The outdoor writer's home library

Show me an outdoor writer who doesn’t own the proper tools for his job, and I’ll show you a person with a sweet dream and spouse with one or two full-time jobs.
Anglers own countless lures, rods and reels. Hunters carry rifles or shotguns, and may own one or more dogs, a 4X4, a duck boat and more gear than is needed. These are tools of our trade.
The home office also requires a telephone. One or more computers are needed, as is a printer. Internet access also is part of our basic equipment needs.
Whether we like it or not, this outdoor writing gig isn’t getting any easier – even for staff writers with a guaranteed monthly paycheck. Sadly, some writers never have all the tools that would make it easier to chase down certain stories.
Even for those with most of the necessary equipment, one valuable feature is often missing from home offices.
The outdoor library has been the backbone of my outdoor writing career for 40 years. My library consists of some 7,000 hardcover and paperback books, and thousands of outdoor magazines.
I save books and magazines and store them in a cool, dry place, and always keep them close at hand. I can use them to research any required outdoor topic.
I was once assigned a story called “Coping with Bugs.” It covered the annual battle between human and biting or stinging insects, and it would have been nearly impossible to write without having a research library of information to draw upon.
Books and informative brochures and other printed items are everywhere. I’m most proud of my book collection, but some pamphlets enabled me to write an authoritative piece without having to travel far for the information.
Books can be found in old flea markets, garage and yard sales, out-of-print book shops and from other collectors. Search and you may find a treasure trove of research books, but beware of moldy or musty books. Buy only clean, dry books.
Some may be considered outdoor classics and merit space on my shelves. My intent, while building my office library, was to collect books with great content on particular topics. It’s a plus if a book has a dust jacket and is in good shape.
Many writers worry little about buying a new computer, camera or lens, but dither at spending $5 for a book that can provide enough information to write an informative piece. Books bought for a personal business library are tax deductible.
Years ago when first beginning to write for magazines I’d haunt the local library for information, only to come up dry. I then visited the county library, and had no luck. The next step was the state library, and it was a gigantic flop. It was then I decided to build my own library.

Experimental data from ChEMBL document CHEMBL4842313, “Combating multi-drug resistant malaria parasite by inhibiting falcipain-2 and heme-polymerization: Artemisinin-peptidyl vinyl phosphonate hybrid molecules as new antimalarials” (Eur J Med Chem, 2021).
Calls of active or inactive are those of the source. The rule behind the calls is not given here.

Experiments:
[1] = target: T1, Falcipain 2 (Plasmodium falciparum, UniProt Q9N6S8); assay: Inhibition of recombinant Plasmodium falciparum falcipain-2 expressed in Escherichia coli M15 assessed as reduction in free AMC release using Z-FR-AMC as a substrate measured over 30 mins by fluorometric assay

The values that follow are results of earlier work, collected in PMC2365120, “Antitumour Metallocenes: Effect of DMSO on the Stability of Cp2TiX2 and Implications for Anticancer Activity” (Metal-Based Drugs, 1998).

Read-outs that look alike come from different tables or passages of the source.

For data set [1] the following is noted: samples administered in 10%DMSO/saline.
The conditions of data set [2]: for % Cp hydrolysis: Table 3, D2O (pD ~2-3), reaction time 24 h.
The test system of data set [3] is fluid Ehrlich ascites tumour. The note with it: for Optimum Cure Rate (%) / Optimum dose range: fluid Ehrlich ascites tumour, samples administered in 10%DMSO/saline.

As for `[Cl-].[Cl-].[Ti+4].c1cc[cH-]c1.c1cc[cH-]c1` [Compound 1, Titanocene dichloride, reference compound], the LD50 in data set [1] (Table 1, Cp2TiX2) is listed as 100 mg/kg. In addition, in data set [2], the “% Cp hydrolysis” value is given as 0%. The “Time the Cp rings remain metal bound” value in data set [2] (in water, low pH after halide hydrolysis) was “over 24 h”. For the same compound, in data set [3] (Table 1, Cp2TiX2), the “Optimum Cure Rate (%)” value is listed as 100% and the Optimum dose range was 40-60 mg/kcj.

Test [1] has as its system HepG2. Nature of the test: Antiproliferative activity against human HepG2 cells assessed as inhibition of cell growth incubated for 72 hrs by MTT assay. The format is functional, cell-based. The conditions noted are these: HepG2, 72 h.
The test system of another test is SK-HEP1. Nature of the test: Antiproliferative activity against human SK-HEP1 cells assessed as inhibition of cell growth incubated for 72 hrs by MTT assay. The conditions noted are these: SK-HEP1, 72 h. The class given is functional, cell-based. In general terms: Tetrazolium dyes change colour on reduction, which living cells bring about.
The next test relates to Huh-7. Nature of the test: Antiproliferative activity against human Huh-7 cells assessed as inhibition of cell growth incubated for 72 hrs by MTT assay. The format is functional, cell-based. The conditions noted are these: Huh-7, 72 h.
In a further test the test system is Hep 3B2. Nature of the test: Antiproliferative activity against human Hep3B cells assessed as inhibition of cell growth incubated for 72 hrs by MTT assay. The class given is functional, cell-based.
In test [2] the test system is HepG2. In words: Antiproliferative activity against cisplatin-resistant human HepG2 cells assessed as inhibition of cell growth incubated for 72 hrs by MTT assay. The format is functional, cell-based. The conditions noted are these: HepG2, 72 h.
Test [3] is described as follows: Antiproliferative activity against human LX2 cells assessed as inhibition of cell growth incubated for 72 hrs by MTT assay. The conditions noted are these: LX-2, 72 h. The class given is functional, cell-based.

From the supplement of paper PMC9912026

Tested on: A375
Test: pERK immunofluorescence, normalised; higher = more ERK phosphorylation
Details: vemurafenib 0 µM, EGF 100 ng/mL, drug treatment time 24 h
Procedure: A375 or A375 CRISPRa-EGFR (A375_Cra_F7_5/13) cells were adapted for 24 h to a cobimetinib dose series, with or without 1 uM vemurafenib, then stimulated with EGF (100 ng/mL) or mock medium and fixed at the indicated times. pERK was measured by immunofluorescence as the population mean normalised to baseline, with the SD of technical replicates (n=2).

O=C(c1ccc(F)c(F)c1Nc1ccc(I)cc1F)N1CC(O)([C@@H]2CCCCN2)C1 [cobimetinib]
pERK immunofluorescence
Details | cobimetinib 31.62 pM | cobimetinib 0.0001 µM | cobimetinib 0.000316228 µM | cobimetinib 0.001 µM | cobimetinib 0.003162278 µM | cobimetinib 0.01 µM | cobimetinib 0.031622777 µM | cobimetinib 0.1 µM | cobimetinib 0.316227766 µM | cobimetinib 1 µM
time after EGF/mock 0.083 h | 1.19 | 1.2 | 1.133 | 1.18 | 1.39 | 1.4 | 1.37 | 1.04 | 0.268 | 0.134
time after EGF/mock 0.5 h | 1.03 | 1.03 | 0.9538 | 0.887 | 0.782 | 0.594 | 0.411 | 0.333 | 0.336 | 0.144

This was long before Google and other search engines made it easier to track down information with several keystrokes. I still go to my personal reference library first for information before touring the maze of online sites that can help writers locate information.
Finding things online can be amazingly simple if you know how to do it. However, it’s possible to spend all day tracking down information. The office library is a timesaver, and for writers, saving time means making money.
An office library is a constant source of pleasure, an immediate means of researching any type of outdoor topic, and it can be a tremendous source of revenue at a later date. I never advocate buying books as an investment, but it’s a thought.
The smart outdoor writer with access to a well-stocked office library is one step ahead of his colleague who must spend hours and days finding things on the Internet. It may take 10 years to build a good home library, but so what?
This is a classic example of spending money to make money. On many occasions I’ve spent $20 on a book for its solid information, and turned that over into a $500 or $1,000 paycheck. Spend money whenever possible to build your office library, and in this era of high-priced gas, the money saved by not having to drive everywhere for information, can be spent on another book that will be within easy reach for the next job.
DaveRicheyDave Richey, of Buckley, Mich., is a longtime and prolific outdoor writer and former OWAA board member. He’s a recipient of the Ham Brown Award and the Excellence in Craft Award. Note: He buys and sells fishing and hunting books and also is available for a fee to evaluate the contents of a home library for estate sales. Contact him for more detailed information at

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